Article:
Michael Jackson's trial has weighed heavily on his purse strings.
Whatever the verdict, it is likely that his career will have taken a very large knock back.
It remains to be seen as to what he will do, if he is acquitted. As such the question is being raised, by those in the music industry, as to whether he will have to sell his share of the Beatles' music catalogue.
Jackson bought the publishing rights to the catalogue for about $48M in the 1980's.
The ownership of the songs is split between Jackson and Sony Corporation.
Owen Sloane, an entertainment lawyer who was involved in the original 1985 deal, is quoted in the media as saying:
"I've heard the rumors he's trying to raise cash and Sony probably would have the right of first refusal and would be first in line to buy if he chose to sell".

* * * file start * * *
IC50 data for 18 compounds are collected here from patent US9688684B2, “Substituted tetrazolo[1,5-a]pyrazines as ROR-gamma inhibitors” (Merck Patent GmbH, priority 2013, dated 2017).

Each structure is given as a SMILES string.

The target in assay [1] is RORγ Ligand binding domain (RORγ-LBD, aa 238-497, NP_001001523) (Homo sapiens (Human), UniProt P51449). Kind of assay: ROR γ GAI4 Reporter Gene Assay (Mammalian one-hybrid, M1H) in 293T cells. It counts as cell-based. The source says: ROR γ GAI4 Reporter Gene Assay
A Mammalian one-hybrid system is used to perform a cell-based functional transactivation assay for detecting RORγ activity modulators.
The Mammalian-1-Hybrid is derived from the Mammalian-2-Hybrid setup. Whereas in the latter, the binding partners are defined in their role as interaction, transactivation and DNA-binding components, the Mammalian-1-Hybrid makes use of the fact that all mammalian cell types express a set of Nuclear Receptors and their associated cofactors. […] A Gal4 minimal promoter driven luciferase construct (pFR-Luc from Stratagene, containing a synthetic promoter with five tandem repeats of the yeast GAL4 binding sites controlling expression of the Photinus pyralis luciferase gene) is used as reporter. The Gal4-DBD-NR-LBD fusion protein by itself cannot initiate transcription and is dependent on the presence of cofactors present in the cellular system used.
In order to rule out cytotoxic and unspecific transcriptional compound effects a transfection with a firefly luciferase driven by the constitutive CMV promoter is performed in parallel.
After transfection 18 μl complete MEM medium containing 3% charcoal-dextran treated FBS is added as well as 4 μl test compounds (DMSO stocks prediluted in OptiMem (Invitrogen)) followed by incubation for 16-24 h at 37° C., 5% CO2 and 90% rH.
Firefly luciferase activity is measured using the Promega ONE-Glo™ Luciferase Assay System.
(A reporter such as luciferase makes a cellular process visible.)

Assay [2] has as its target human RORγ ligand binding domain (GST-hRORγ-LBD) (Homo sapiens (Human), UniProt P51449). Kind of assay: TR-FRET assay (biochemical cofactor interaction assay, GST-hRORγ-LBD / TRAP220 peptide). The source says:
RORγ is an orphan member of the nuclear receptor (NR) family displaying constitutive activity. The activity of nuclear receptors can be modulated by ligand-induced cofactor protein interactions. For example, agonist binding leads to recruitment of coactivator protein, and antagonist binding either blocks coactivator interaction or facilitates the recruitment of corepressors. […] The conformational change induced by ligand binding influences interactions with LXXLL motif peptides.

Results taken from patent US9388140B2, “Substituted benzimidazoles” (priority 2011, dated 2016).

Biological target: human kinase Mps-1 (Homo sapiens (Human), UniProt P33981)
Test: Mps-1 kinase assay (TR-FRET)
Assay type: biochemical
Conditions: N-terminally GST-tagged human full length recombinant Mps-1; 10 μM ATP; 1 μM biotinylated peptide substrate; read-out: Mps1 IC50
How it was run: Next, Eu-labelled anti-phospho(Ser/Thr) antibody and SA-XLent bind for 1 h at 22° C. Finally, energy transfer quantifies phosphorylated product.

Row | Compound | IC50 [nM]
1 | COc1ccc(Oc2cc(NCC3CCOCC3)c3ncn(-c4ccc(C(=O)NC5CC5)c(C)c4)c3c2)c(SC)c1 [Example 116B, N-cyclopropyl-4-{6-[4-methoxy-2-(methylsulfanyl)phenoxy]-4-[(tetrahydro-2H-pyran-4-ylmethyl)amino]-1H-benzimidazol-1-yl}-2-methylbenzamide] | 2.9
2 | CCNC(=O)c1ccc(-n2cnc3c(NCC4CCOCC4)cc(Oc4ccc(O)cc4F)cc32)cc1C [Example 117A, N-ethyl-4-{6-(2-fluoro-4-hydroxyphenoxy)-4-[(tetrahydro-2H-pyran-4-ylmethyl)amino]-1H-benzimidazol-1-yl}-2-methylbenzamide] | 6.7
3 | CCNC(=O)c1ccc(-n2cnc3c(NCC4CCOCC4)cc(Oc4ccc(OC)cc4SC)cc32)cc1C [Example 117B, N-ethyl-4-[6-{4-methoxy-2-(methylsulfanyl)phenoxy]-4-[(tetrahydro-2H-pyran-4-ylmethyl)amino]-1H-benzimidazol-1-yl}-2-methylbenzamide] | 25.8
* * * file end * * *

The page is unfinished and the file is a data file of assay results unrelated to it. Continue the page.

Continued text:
Accountant John Duross O'Bryan testified for the prosecution at Jackson's trial that Jackson has borrowed approximately $200M against his holdings, and not paid his share of Sony's continuing investment.
It is reported that these loans, first provided by Bank of America, were sold in the past month to Fortress Investment Group.
It seems that, if Jackson is acquitted, he will have to find ways to earn money. A serious rebranding exercise is needed, coupled with a dramatic change of lifestyle.